Interested in more safety tips? Visit these resources!

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A family’s plan to prevent drowning

Family in a canoe

Paddling is a fun northern activity for so many families in our region! When you are on, in, or near the water, be sure to wear a life-jacket!

July 17-23, 2016 is National Drowning Prevention Week. Parachute Canada has some important information that really frames this topic for me:

Did you know?

  • Children under 18 are at greatest risk of drowning in rivers, lakes, and ponds.
  • Boys are more likely to drown than girls.
  • Drowning can happen in an instant.

I want to encourage everyone to have a safe summer, but I know that talking to parents about safety can be tricky. It only takes media coverage of one injured child to spark all sorts of harsh judgements and criticisms of parents. Sometimes I wonder if what I write about childhood safety will be viewed as a criticism of things parents aren’t doing. I certainly hope not.

You see, I am also a parent of young children. I am not perfect, not even close. We have “close calls” or times when I feel we have come far too close to one of my children experiencing a preventable injury. Every day, I wonder if I am enough for my children. What I can tell you is that when I parent without support or help, I am in fact setting myself up for failure. No single person is meant to be enough or everything for our children. There is a reason we say “it takes a community.” It really does!

When it comes to water safety, the same is true. No single plan is enough.

Water injuries are predictable. There are many ways to reduce the risk of drowning.

  • Children need to swim within arms’ reach. Drowning is often silent. When kids get into trouble, they do not call, wave or signal; all of their energy is used just keeping their head above water. Visit the Lifesaving Society (BC & Yukon Branch) for more information.
  • Actively supervise all children around water. According to the Red Cross, the absence of effective adult supervision is a factor in 75 per cent of deaths by drowning for children under the age of 10. An older sibling is no substitute for parent supervision.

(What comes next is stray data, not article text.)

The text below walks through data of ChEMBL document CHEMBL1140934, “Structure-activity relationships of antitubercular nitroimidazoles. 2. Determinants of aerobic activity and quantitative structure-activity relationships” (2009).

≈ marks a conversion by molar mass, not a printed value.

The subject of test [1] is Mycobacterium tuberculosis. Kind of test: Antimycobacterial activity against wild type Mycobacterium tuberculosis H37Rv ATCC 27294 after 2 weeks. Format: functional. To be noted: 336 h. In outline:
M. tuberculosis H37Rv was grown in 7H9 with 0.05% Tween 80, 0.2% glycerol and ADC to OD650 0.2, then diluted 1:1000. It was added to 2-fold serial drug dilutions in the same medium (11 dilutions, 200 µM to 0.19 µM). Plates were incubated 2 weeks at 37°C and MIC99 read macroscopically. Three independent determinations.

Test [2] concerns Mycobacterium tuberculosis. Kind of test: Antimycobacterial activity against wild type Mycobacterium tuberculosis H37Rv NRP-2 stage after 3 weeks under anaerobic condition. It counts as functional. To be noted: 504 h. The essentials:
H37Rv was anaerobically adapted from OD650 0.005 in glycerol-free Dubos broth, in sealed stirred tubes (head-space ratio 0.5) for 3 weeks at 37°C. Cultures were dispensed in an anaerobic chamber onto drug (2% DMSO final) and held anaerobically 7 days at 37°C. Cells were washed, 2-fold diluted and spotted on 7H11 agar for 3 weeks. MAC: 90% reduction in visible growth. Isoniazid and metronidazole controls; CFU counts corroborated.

• Wear a properly fitted life-jacket every single time kids are on a boat. Young children and weak swimmers should wear a life-jacket on, near, or in the water. Want to learn how to properly fit a life-jacket? SmartBoater.ca has you covered with great video tutorials!
  • Learn to swim. Learning to swim and play safely around water is a life skill in Canada. Enrol in swim lessons at the local pool.

This isn’t a menu of options, where you just pick one. These are multiple ways to protect children and prevent drowning that can all be used together. Even though I may teach my child to ask permission to enter the lake every time, there will always be the one time it gets forgotten. I will blink, look away, and get distracted countless times. Relying on many strategies or supports is not a sign of weakness, it is responsible parenting. And it drastically decreases the risks of incident for my children.

So, parents, you do not have to do it alone! Use whatever resources are available to make sure that water play is safe play!

Want a new tool to add to your water safety plan? Enter our Facebook contest for your chance to win a life-jacket!

Amy Da Costa

About Amy Da Costa

Amy Da Costa has worked in Public Health for 12 years. She recently joined the Population Health team as a part-time Regional Nursing Lead for Injury Prevention. Amy lives in Kitimat with her husband and two children. They like to camp, swim, and cook as a family.